The Church teaches that Satan was full of Pride and rebelled against God, causing God to cast Satan and his angels out of Heaven and into Hell (CCC 391-92). Still full of rebellious Pride, Satan slithered into Eden and seduced Eve (and Adam) to join in rebellion against God (Gen 3:5). God’s response to the Sin of Pride was definitive: Satan was cursed and deemed the enemy of Man; Adam and Eve were to live with pain, toil and death. Rather than immortality, Man was to “return to dust” (Gen 3:19); turning to dust is the ultimate lesson in humility (from the Latin, humus, meaning, “of the soil”). Pride remains the first of the Capital Sins/Vices (CCC 1866) leading Man to envy and resent God (CCC 2094, 2540).
Modern Man’s Empty Chest-thumping
Modern culture is infected with the insanity of the “Enlightenment”: the prideful rejection of God and the embrace of radical individualism/selfishness. The prideful rejection of God infects Man with all kinds of schemes to attempt to find happiness: the false political “progressivism” that promises an earthly Utopia (literally, “no place”), insatiable capitalism, the reliance on technology and science to solve all the ills of society, the rejection of sexual morality (e.g. rejection of marriage, contraception, abortion, the acceptance of homosexuality/same sex “marriage”, transgenderism, etc.) and the totalitarian use of government to enforce pluralism/relativism to the point where nothing is sacred. Man’s pride threatens the very peace of the world (CCC 2317).
Like gorillas in the wild, Modern Man thumps on empty chests in prideful display that cries out “Look at me!”: conspicuous consumption (clothing, cars, McMansions), body adornment (tattoos, strange hair and cosmetics), exhibitionism (Facebook, Twitter), the scandalous antics and self-promotion of politicians, celebrities, “comedians” and athletes. In the modern mind, Humility is not a virtue.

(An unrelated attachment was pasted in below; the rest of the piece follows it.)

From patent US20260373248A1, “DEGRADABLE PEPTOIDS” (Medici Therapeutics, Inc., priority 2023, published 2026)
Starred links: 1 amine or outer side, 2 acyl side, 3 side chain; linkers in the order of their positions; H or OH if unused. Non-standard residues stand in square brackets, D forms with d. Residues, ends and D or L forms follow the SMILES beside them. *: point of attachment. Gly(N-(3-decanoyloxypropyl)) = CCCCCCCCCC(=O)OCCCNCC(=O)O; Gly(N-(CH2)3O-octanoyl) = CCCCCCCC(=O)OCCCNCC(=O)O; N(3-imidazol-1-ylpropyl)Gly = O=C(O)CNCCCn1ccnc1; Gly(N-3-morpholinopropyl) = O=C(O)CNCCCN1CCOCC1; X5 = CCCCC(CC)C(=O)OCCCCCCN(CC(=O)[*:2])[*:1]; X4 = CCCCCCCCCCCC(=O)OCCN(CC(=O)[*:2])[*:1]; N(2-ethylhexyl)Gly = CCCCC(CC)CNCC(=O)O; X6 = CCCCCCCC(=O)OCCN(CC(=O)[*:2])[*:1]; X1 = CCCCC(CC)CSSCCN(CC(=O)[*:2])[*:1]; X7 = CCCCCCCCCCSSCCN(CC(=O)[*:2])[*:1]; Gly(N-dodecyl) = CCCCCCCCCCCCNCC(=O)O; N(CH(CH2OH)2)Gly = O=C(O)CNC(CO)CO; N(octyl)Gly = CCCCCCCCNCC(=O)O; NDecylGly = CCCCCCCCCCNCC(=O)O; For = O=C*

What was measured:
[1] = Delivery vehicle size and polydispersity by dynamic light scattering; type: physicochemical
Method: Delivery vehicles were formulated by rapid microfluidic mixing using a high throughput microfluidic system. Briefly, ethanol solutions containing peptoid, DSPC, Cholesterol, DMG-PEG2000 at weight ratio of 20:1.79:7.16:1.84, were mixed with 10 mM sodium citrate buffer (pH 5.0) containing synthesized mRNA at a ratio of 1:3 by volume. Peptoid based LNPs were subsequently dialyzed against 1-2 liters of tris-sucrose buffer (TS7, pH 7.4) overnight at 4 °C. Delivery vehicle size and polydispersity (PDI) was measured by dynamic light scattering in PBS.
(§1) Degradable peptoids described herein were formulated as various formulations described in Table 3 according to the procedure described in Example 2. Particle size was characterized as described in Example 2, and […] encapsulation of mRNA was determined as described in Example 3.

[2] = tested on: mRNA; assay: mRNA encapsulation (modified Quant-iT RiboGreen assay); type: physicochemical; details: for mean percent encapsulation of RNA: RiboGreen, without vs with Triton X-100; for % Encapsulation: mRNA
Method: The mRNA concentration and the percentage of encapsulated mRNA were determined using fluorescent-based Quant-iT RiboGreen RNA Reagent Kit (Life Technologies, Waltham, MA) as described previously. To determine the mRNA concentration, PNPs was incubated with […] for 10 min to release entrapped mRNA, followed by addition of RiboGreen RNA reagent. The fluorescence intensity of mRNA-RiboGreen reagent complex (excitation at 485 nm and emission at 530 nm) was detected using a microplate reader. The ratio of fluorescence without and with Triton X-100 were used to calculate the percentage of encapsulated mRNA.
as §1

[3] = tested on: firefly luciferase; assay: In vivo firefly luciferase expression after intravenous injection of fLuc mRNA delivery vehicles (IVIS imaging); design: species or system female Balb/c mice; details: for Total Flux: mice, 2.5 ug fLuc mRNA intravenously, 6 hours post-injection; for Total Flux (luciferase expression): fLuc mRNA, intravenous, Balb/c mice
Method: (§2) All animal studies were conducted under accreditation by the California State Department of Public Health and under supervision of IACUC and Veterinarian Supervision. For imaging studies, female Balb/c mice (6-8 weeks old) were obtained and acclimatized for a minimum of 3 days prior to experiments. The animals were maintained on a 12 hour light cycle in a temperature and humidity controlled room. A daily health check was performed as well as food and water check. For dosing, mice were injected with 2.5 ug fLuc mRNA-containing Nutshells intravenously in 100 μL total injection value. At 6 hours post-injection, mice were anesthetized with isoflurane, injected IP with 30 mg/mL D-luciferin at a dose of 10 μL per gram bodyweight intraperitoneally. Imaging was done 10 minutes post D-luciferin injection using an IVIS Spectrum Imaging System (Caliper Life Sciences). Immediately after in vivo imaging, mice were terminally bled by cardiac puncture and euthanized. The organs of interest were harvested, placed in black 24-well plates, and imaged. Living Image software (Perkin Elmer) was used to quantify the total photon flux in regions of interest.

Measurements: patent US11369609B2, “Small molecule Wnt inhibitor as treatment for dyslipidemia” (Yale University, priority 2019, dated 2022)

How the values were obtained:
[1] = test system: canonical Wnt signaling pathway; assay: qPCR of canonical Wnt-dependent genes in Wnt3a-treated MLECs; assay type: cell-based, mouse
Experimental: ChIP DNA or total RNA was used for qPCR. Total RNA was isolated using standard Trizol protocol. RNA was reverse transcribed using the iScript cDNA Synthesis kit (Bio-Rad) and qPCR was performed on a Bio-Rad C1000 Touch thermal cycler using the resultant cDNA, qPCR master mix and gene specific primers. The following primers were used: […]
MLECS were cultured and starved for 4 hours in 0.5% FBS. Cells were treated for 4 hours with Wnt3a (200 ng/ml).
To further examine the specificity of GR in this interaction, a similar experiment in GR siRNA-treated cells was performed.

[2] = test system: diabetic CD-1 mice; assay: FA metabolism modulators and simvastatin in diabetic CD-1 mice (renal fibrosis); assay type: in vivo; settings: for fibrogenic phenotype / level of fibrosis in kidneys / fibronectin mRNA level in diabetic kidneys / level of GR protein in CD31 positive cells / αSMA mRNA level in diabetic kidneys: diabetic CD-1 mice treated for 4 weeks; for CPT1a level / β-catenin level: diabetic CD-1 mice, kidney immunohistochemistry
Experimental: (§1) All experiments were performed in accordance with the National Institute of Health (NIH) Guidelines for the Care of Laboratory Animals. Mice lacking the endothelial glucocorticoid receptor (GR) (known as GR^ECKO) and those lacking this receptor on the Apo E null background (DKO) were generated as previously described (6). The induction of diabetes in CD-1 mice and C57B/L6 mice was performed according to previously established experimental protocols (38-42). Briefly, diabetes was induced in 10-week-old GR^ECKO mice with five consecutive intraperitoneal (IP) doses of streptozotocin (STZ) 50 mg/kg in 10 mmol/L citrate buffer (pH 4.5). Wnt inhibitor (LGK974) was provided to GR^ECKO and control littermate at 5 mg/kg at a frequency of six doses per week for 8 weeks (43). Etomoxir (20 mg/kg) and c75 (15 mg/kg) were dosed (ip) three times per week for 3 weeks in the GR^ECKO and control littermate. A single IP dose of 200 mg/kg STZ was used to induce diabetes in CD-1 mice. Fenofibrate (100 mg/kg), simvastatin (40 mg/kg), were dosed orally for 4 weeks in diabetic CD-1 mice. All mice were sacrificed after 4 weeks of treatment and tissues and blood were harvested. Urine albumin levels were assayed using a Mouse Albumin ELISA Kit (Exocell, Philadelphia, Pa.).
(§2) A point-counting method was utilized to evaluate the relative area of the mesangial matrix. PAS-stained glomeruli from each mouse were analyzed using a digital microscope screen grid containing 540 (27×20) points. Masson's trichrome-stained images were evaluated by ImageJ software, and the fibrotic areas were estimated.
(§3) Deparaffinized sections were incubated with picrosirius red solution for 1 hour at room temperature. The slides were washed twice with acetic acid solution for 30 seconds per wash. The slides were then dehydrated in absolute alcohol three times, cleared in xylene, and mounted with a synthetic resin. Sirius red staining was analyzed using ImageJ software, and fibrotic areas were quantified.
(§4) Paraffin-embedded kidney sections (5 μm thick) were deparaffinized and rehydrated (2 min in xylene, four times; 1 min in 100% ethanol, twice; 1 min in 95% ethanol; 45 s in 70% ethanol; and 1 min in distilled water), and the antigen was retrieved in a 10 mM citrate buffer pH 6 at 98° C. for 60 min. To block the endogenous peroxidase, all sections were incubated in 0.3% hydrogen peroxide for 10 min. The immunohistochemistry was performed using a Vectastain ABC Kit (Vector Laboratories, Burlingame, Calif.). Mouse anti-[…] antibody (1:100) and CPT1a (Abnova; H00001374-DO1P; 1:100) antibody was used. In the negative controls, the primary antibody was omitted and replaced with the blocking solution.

The Humility of Jesus Christ
Jesus Christ demonstrates the perfection and power of humility in the Incarnation.
Descends to become the Son of Man – As the Divine Son of God from the beginning (John 1:1), Jesus demonstrates the ultimate humility by becoming Man, emptying Himself (Phil 2:7), taking the form of a slave (Phil 2:6-7) and willingly accepting the constraints of human learning (CCC 472). As the “Perfect Man”, Christ’s whole life is the model for Man to follow in holiness (CCC 520).
Chooses to be Incarnate to humble parents – Rather than the pride of Eve (Gen 3), Virgin Mary becomes the “New Eve” (CCC 411) in the humility of “the handmaiden of the Lord” (Luke 1:38). God chooses Joseph, a carpenter, who humbly accepts and defends the pregnant Mary (Matt 1:18-25), accepts celibacy in marriage (CCC 499) and raises Jesus as his own son.
Embraces humble circumstances – Jesus is born in a humble manger (Luke 2:1-7), has no earthly pedigree (money, political, scholarly credentials), lives in poverty (Luke 9:58) and associates with the lowliest of sinners (Matt 9:10-13) and outcasts (Matt 8:2-4).
Submits to the Baptism – Despite being without Sin (CCC 536), Jesus humbly accepts Baptism in solidarity with Man (Matt 3:13-17); each Christian is called “to enter into this mystery of humble self-abasement and repentance” (CCC 537).